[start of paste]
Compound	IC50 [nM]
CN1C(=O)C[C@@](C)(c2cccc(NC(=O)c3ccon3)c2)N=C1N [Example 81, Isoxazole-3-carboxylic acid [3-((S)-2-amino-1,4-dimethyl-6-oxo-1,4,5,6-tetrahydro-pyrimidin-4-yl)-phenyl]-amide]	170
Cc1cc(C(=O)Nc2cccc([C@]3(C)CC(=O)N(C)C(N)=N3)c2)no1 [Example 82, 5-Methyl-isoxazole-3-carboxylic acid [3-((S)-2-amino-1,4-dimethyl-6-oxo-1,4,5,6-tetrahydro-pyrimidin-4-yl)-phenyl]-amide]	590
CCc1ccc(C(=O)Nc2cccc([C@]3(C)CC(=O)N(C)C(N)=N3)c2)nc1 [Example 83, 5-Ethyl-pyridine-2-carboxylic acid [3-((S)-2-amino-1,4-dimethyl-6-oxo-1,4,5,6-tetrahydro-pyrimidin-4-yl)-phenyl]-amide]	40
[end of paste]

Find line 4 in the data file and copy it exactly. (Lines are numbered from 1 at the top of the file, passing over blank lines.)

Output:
CCc1ccc(C(=O)Nc2cccc([C@]3(C)CC(=O)N(C)C(N)=N3)c2)nc1 [Example 83, 5-Ethyl-pyridine-2-carboxylic acid [3-((S)-2-amino-1,4-dimethyl-6-oxo-1,4,5,6-tetrahydro-pyrimidin-4-yl)-phenyl]-amide]	40